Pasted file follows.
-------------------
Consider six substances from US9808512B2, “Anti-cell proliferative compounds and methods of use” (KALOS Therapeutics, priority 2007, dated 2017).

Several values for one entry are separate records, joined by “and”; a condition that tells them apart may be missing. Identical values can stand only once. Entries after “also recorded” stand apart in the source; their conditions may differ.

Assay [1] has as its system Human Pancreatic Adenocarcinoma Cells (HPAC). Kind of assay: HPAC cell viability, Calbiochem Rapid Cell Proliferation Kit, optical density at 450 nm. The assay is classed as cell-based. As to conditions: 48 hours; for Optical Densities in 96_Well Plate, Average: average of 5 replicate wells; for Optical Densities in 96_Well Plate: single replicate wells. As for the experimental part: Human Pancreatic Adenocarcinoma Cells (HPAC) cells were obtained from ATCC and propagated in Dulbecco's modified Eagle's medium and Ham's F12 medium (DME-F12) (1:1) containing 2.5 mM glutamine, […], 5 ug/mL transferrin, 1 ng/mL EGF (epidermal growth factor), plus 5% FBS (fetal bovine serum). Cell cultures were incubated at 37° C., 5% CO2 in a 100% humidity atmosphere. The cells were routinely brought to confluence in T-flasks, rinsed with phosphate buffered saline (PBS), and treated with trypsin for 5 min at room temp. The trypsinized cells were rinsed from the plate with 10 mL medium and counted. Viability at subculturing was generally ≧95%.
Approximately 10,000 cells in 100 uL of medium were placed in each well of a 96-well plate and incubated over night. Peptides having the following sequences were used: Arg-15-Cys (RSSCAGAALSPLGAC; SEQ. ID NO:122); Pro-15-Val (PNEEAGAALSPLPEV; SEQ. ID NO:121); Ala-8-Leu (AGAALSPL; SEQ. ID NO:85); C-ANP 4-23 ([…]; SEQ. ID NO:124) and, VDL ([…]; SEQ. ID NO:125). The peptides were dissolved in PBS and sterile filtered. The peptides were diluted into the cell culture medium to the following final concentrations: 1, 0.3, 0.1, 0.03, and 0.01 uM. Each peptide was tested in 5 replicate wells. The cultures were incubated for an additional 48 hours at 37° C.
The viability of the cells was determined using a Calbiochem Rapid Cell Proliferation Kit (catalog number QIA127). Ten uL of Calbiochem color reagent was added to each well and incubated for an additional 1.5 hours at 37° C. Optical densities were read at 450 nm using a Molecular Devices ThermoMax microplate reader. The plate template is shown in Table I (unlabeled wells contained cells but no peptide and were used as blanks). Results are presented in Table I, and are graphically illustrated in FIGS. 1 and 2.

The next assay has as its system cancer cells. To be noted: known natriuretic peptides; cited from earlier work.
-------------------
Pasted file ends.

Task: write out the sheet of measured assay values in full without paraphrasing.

Consider six substances from US9808512B2, “Anti-cell proliferative compounds and methods of use” (KALOS Therapeutics, priority 2007, dated 2017).

Several values for one entry are separate records, joined by “and”; a condition that tells them apart may be missing. Identical values can stand only once. Entries after “also recorded” stand apart in the source; their conditions may differ.

Assay [1] has as its system Human Pancreatic Adenocarcinoma Cells (HPAC). Kind of assay: HPAC cell viability, Calbiochem Rapid Cell Proliferation Kit, optical density at 450 nm. The assay is classed as cell-based. As to conditions: 48 hours; for Optical Densities in 96_Well Plate, Average: average of 5 replicate wells; for Optical Densities in 96_Well Plate: single replicate wells. As for the experimental part: Human Pancreatic Adenocarcinoma Cells (HPAC) cells were obtained from ATCC and propagated in Dulbecco's modified Eagle's medium and Ham's F12 medium (DME-F12) (1:1) containing 2.5 mM glutamine, […], 5 ug/mL transferrin, 1 ng/mL EGF (epidermal growth factor), plus 5% FBS (fetal bovine serum). Cell cultures were incubated at 37° C., 5% CO2 in a 100% humidity atmosphere. The cells were routinely brought to confluence in T-flasks, rinsed with phosphate buffered saline (PBS), and treated with trypsin for 5 min at room temp. The trypsinized cells were rinsed from the plate with 10 mL medium and counted. Viability at subculturing was generally ≧95%.
Approximately 10,000 cells in 100 uL of medium were placed in each well of a 96-well plate and incubated over night. Peptides having the following sequences were used: Arg-15-Cys (RSSCAGAALSPLGAC; SEQ. ID NO:122); Pro-15-Val (PNEEAGAALSPLPEV; SEQ. ID NO:121); Ala-8-Leu (AGAALSPL; SEQ. ID NO:85); C-ANP 4-23 ([…]; SEQ. ID NO:124) and, VDL ([…]; SEQ. ID NO:125). The peptides were dissolved in PBS and sterile filtered. The peptides were diluted into the cell culture medium to the following final concentrations: 1, 0.3, 0.1, 0.03, and 0.01 uM. Each peptide was tested in 5 replicate wells. The cultures were incubated for an additional 48 hours at 37° C.
The viability of the cells was determined using a Calbiochem Rapid Cell Proliferation Kit (catalog number QIA127). Ten uL of Calbiochem color reagent was added to each well and incubated for an additional 1.5 hours at 37° C. Optical densities were read at 450 nm using a Molecular Devices ThermoMax microplate reader. The plate template is shown in Table I (unlabeled wells contained cells but no peptide and were used as blanks). Results are presented in Table I, and are graphically illustrated in FIGS. 1 and 2.

The next assay has as its system cancer cells. To be noted: known natriuretic peptides; cited from earlier work.